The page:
Japan, China and South Korea have resolved to boost economic and financial ties and resist protectionist policies advocated by US President Donald Trump in order to derisk Asian economies of the fallout of such polices.
Japan and China also today kicked off their first bilateral financial dialogue in two years to discuss risks to Asia's economic outlook, including the fallout of US President Donald Trump's protectionist policies and tension over North Korea, reports said.
"We actively exchanged views on economic and financial situations in Japan and China and our cooperation in the financial field," Japanese finance minister Taro Aso told reporters after the meeting, which included senior finance ministry and central bank officials.
Ministers and central bank governors, including Japanese finance minister Aso, Bank of Japan governor Haruhiko Kuroda and Chinese vice-minister of finance Yaobin earlier4 met for the Asean+3 conference on the sidelines of the Asian Development Bank's (ADB) annual meeting in Yokohama, Japan, on Friday.
During their trilateral meeting, Asian giants China, Japan and South Korea also agreed to take a united stand against the protectionism advocated by US President Donald Trump and resist all forms of protectionist policies obstructing free trade.
"We agree that trade is one of the most important engines of economic growth and development, which contribute to productivity improvements and job creations," the finance ministers and central bank governors of the three countries said in a joint communique issued after the trilateral meeting
Chinese finance minister Xiao Jie, who missed a trilateral meeting with his Japanese and South Korean counterparts on Friday for an emergency domestic meeting, has flown in for the bilateral dialogue, seeking to dispel speculation his absence had diplomatic implications.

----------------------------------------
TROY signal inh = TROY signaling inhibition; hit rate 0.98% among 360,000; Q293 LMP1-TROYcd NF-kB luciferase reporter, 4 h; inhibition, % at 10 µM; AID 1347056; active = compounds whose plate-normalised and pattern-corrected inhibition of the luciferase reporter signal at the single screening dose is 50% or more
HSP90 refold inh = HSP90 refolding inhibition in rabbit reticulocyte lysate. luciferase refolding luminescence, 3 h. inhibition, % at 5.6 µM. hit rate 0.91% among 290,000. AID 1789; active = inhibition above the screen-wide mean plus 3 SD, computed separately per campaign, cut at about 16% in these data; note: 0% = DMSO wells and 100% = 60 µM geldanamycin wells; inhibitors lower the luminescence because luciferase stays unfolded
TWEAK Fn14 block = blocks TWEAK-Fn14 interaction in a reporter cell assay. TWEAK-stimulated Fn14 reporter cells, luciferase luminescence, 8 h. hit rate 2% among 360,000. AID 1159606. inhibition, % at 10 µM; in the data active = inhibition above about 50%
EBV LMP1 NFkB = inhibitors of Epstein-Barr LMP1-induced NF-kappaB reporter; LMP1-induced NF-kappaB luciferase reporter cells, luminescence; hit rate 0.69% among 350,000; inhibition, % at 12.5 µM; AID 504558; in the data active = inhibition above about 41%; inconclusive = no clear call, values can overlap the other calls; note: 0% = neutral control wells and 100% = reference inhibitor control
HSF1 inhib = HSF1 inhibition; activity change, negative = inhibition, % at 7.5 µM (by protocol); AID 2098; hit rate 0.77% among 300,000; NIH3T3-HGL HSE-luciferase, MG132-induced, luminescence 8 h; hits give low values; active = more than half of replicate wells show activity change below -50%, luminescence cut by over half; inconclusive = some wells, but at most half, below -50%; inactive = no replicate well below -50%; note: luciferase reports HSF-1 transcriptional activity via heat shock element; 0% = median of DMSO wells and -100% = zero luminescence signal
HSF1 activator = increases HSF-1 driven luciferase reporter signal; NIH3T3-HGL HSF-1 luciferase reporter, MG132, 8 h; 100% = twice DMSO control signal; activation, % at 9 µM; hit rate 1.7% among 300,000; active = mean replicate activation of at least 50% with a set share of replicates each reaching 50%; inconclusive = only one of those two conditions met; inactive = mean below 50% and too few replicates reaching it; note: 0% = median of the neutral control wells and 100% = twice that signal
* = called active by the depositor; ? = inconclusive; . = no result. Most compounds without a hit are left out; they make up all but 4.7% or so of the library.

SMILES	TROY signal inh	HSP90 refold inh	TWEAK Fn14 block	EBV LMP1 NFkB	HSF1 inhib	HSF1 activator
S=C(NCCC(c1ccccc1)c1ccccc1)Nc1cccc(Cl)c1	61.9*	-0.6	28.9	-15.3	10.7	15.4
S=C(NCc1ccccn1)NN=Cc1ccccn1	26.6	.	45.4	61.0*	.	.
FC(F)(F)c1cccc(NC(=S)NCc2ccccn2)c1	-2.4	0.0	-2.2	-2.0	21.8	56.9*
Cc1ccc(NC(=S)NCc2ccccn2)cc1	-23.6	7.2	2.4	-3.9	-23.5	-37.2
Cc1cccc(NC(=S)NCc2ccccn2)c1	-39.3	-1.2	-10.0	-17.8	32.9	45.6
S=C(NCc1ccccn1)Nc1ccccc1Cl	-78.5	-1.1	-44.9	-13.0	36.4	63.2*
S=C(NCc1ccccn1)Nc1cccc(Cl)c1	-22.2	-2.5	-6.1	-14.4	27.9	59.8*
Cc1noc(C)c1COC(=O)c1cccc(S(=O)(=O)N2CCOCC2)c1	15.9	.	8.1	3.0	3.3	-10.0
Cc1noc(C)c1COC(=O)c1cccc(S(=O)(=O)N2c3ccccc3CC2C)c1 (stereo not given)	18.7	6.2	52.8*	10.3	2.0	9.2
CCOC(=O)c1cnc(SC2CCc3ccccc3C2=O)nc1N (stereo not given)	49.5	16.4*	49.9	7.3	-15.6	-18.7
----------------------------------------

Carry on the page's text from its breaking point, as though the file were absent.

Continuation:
Xiao and Japanese Finance Minister Taro Aso will discuss issues ranging from North Korea's nuclear and missile programme to the two countries' economic outlook and financial cooperation during the dialogue.
Senior finance officials from both countries will also hold a separate round of talks, Japanese finance ministry officials say.
Although relations between Japan and China have been strained over territorial disputes and China's increasing foray into the global infrastructure space and the setting up of the Asian Infrastructure Investment Bank (AIIB), the two countries agree on the need to respect free trade, which is crucial to Asia's trade-dependent economies
China, which has positioned itself as a supporter of free trade in the wake of Trump's calls to put America's interests first and pull out of multilateral trade agreements, is trying to occupy the space left by the US.
Japan, an ally of the United States, has been more accommodative toward Washington's argument that trade must not just be free but fair as well.
Trump has, however, distanced himself from the pre-election rhetoric with the G20 developed and major emerging economies took a stronger stand against protectionist policies advocated by US President Donald Trump.